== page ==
A piece published by Mancunian Matters this week — written by my esteemed colleague Milly McEvoy — said that Chelsea Womens manager Emma Hayes being linked with the AFC Wimbledon job was ‘bad for gender equality’.
She wrote: “If a person was managing the Premier League leaders and current champions, they would never be linked with a job at a League One club who are a point from safety.”
This is absolutely correct.
Alas, Emma Hayes is not managing the Premier League leaders or current champions.
Take Vinko Marinović, for example.
You’ve probably never heard of him, but he is the manager of Sarajevo in the Premier League of Bosnia and Herzegovina.
Marinović led his side to the league title last season and sits undefeated at the summit this term.
I didn’t hear his name mentioned when Chelsea sacked Frank Lampard last week and I don’t see him on any lists for English jobs at any level.
Nor should I.
His side compete (albeit briefly) in the men’s UEFA Champions League — but that doesn’t mean anything as the standard of his team and the league in which they compete is a million miles from England’s elite.
We ought to be realistic about standard and experience before declaring that persons coaching a lesser calibre of footballer in a less pressurised environment should be hot housed to lofty heights at which they’re completely unproven based on factors aside from role suitability.
The standard in the upper echelons of the Womens Super League is not comparable to that of the Premier League or Championship — that is fact.
I’m by no means saying that Hayes wouldn’t make an excellent Chelsea men’s manager — there is every chance that she would — I’m exploring why waiting for such an opportunity to arise could well be eternal.
An impressive National League manager or head coach can expect to be linked with clubs in the bottom half of League One, if they’re lucky.
It’s natural progression.
The same goes for youth team coaches — one could bleed into the Premier League an array of wonderful young talent, winning countless Youth FA Cups and titles along the way.
Would you expect said coach to be the favourite for the Manchester City job?
Or would you expect that coach, should he/she wish to make the step up into the elite men’s game, to set his/her sights a little lower to gain valuable experience they can take further up the leagues in future?
I hope that Emma Hayes does indeed find her way into the men’s game, I think it would be a positive step for football and representation in the sport — but let us not get carried away.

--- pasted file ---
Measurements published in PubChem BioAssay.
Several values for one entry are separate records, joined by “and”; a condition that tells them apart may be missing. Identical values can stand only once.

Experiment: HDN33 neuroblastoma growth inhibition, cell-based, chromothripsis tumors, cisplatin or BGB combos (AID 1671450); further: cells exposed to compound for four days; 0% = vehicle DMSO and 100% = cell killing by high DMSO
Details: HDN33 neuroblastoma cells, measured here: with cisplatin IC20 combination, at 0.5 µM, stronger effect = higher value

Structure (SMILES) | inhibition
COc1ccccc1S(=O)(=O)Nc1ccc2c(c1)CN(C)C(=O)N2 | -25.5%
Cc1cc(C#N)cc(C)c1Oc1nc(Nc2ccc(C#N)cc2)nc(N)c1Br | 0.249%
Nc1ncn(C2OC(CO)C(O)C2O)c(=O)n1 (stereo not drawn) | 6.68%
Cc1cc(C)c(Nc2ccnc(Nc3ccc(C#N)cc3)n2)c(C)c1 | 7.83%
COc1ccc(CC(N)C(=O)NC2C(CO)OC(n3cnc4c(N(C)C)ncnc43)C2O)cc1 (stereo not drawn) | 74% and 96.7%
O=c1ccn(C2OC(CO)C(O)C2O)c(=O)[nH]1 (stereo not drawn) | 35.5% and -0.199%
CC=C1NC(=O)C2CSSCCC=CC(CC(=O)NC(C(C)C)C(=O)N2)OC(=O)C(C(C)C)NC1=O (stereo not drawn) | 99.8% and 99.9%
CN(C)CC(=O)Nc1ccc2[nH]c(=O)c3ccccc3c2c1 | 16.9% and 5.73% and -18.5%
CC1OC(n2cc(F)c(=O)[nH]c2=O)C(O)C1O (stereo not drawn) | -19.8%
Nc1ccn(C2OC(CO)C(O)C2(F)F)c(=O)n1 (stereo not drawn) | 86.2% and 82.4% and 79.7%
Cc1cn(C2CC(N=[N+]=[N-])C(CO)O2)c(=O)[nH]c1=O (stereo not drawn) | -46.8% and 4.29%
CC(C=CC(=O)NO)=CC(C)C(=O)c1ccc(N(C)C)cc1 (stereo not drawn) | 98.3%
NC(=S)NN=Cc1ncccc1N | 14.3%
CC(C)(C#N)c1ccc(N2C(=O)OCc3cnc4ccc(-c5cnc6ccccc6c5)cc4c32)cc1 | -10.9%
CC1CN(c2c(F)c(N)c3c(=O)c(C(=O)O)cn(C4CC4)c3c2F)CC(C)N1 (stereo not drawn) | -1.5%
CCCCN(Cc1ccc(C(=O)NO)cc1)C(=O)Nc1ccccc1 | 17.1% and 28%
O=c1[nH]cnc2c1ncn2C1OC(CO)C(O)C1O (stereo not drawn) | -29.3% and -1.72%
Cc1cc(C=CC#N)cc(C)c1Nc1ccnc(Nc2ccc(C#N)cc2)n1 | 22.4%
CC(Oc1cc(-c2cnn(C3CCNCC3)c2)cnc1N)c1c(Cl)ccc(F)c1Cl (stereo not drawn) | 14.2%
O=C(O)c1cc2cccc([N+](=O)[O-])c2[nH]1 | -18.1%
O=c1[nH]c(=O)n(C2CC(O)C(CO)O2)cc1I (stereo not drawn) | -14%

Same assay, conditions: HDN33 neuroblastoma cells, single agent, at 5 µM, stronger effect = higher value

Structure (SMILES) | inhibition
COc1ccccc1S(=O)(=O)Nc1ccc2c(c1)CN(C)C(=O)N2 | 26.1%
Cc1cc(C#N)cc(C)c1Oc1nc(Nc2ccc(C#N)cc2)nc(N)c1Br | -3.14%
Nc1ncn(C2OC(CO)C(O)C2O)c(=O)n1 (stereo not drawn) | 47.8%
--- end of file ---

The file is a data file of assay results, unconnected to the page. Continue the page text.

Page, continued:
Hayes is qualified and to suggest she wouldn’t be of great use to a men’s team would be reprehensible.
She holds a UEFA Pro License (the top coaching badge available) and is enjoying extraordinary success at Chelsea — sure — but insinuating that she should be in the running for Premier League, or even Championship jobs is an absurd proposition.
Hayes said on Monday: “I think we spend too much time talking about gender and ethnicity instead of quality of candidate.”
I couldn’t agree more.
Phil Neville led England Women to the semi-finals of the FIFA World Cup — before leaving to take the Inter Miami job in the MLS — this feels like a step up but still of no comparison to the quality on display across the Premier League.
Gareth Southgate, who reached the same stage of the same competition with the men’s team in 2018 will, I’m almost certain, be heavily linked with most jobs in the Premier League’s top 10 upon his England departure.
Is that about gender?
Or is it about two England managers with totally different routes to the top of club football as a result of quality of candidate?
Hayes, should she feel the time is right (having ruled herself out of the running for the aforementioned men’s AFC Wimbledon job), would be better served taking the same route to the top that the vast majority of other manager’s do.
If you were managing a semi-pro side and the opportunity to leap into the National League or League Two came up, you’d be foolish not to jump at the chance.
The same should go for Hayes.
Ms McEvoy ends with: “Thankfully with women like Hayes at the top of football knowing her worth, we’re closer to gender equality than this AFC Wimbledon debacle would have you believe.”
I’m a little confused by this and little progress is made by branding such links a ‘debacle’.
Are we criticizing the cheek of AFC Wimbledon for considering making Hayes the first female manager of a club on the British professional pyramid?
If they want to do that, they have every right to attempt to cherry pick the very best in the business from the WSL.
Had Hayes been offered and accepted the AFC Wimbledon job, we would be talking with excitement about how brilliant a move it was for both the sport and individual.
Success at Wimbledon could have proved the catalyst for an influx of female managers in men’s football — isn’t that what everyone wants?
We’re surely not suggesting that if Manchester United head coach Casey Stoney, for example, were to take the Forest Green Rovers job in League Two, she’d be damaging the reputation of the women’s game.
I hate to be the bearer of bad news — but Manchester United F.C. and Manchester United W.F.C. are not the same task.
I think we’d be applauding Forest Green and wishing Stoney every success in her new position — which could foreshadow a springboard of integration and representation in professional football — based on merit and nothing else.
Football management is an incredibly competitive and difficult career path, in both the men’s and women’s games — but to claim that WSL managers are above managing in League’s One and Two is both a disrespectful and vastly unhelpful doctrine.